Land job with video interview
By The Tribune-Review
Published: Saturday, Jan. 26, 2013, 12:01 a.m.
Would you buy a car without seeing or test-driving it?
Probably not, and employers feel the same way about job candidates.
But how do employers “test drive” candidates before making a job offer without being too time consuming or expensive?
One solution has been video interviewing. Companies such as HireArt weed through job applicants and send short videos of good fits to potential employers.
To make a good impression on your video interview, experts say you should:
• Be enthusiastic.Channeling energy when you're staring at a computer screen may be difficult, it's important you appear upbeat, HireArt's co-founder Elli Sharef says.
• Dress professionally.Wearing your fraternity T-shirt or having messy hair hanging in your face won't make a good impression. You'll convey the message you don't care enough about the job.
• Check your background. Beer bottles, dirty laundry and your 12 cats shouldn't be visible. Clean up the area as much as possible, and make sure your face is lit clearly. Lighting from above can cast shadows on your face and make you look tired. Noisy children or pets need to be out of the area.
• Sit tall. You may not even realize how much you slump before a computer until you see yourself on video. Keep your eyes on the video camera “eye” so it appears you're looking directly at the viewer. Don't swivel in your chair, and avoid nervous gestures such as jiggling your leg, which can cause your whole body to move.
• Be a bit spontaneous.It's OK to practice what you want to say so you come across as articulate and confident in the video, but Sharef says one successful candidate notes he only used a couple of “takes” so he would come across as genuine.
• Do your homework. When crafting your video pitch, find ways to note that you understand the industry and the company. For example, you may want to talk about the company's commitment to sustainability as a reason you would like to work there.
• Get feedback. Ask a friend to watch your video interview, or practice before a mirror and record your pitch so you can work to eliminate indecisive words such as “kind of” or “maybe.”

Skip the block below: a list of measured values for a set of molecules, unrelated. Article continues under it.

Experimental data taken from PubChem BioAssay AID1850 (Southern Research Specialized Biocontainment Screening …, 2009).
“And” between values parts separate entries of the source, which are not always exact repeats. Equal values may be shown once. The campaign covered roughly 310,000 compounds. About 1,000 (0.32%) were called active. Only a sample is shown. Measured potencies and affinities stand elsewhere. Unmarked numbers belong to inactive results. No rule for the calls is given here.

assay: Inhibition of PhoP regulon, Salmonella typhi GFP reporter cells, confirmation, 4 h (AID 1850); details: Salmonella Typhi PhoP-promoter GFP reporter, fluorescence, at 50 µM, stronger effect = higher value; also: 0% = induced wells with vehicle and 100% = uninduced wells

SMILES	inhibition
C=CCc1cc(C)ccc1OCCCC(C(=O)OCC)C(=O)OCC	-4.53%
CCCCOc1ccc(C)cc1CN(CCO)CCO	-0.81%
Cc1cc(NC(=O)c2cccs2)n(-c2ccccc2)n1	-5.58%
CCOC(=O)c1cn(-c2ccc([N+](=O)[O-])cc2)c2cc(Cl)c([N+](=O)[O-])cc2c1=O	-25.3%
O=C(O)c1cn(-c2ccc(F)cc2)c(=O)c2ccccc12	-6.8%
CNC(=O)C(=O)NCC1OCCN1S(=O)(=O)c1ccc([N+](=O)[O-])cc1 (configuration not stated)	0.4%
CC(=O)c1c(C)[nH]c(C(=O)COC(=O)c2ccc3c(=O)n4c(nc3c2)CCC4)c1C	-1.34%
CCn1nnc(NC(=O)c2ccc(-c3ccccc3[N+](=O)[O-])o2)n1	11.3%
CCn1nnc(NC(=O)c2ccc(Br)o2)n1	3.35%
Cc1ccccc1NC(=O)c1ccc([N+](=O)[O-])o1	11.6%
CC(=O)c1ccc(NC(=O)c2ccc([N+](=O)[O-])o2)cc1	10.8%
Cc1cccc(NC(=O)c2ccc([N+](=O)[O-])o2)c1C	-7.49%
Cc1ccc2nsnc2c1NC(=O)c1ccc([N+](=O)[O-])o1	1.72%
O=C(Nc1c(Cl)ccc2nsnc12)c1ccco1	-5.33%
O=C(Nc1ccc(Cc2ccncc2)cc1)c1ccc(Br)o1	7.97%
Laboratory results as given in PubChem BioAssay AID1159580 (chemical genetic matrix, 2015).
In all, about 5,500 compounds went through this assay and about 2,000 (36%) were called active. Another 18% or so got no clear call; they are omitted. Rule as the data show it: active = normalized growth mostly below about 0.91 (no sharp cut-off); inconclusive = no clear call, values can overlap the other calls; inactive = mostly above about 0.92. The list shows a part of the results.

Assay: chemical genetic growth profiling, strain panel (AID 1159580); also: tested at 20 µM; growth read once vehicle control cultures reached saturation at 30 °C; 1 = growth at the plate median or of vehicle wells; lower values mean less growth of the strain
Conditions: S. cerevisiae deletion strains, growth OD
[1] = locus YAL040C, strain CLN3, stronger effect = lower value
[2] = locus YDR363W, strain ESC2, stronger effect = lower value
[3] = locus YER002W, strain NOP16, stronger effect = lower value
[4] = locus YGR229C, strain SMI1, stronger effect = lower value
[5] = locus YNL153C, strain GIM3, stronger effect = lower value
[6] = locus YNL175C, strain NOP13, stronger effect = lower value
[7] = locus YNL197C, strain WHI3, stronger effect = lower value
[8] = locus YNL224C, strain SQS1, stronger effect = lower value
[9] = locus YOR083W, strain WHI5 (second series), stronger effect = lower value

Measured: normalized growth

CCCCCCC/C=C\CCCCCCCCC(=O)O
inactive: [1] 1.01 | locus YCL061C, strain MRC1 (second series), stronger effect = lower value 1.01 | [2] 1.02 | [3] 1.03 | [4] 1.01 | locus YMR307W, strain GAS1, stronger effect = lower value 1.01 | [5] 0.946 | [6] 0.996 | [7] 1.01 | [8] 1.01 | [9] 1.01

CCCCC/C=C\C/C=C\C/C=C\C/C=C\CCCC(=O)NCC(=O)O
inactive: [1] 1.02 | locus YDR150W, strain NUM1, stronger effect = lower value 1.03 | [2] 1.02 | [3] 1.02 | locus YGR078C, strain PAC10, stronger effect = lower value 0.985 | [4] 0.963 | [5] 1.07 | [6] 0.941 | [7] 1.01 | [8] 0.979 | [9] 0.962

Anita Bruzzese is author of “45 Things You Do That Drive Your Boss Crazy ... and How to Avoid Them.”
Write her in care of USA Today/Gannett, 7950 Jones Branch Drive, McLean, VA 22108. For a reply, include a self-addressed, stamped envelope. Twitter: @AnitaBruzzese.
Show commenting policy
TribLive commenting policy
You are solely responsible for your comments and by using TribLive.com you agree to our Terms of Service.
We moderate comments. Our goal is to provide substantive commentary for a general readership. By screening submissions, we provide a space where readers can share intelligent and informed commentary that enhances the quality of our news and information.
While most comments will be posted if they are on-topic and not abusive, moderating decisions are subjective. We will make them as carefully and consistently as we can. Because of the volume of reader comments, we cannot review individual moderation decisions with readers.
We value thoughtful comments representing a range of views that make their point quickly and politely. We make an effort to protect discussions from repeated comments either by the same reader or different readers.
We follow the same standards for taste as the daily newspaper. A few things we won't tolerate: personal attacks, obscenity, vulgarity, profanity (including expletives and letters followed by dashes), commercial promotion, impersonations, incoherence, proselytizing and SHOUTING. Don't include URLs to Web sites.
We do not edit comments. They are either approved or deleted. We reserve the right to edit a comment that is quoted or excerpted in an article. In this case, we may fix spelling and punctuation.
We welcome strong opinions and criticism of our work, but we don't want comments to become bogged down with discussions of our policies and we will moderate accordingly.
We appreciate it when readers and people quoted in articles or blog posts point out errors of fact or emphasis and will investigate all assertions. But these suggestions should be sent via e-mail. To avoid distracting other readers, we won't publish comments that suggest a correction. Instead, corrections will be made in a blog post or in an article.
- Diaper makers do due diligence
- Minorities crucial to filling Marcellus shale gas drilling jobs
- Harsh winter sets back Western Pa. maple harvest
- Prepaid cards start to elbow aside bank accounts
- CVS suit could be test case
- Real estate goes techno
- ‘Boomerang’ buyers get another chance at homeownership
- Lab develops sponges for oil spill cleanup
- Cabbies protest ride startups
- Samsung introduces free streaming radio service
- Coca-Cola CEO’s pay, bonus drop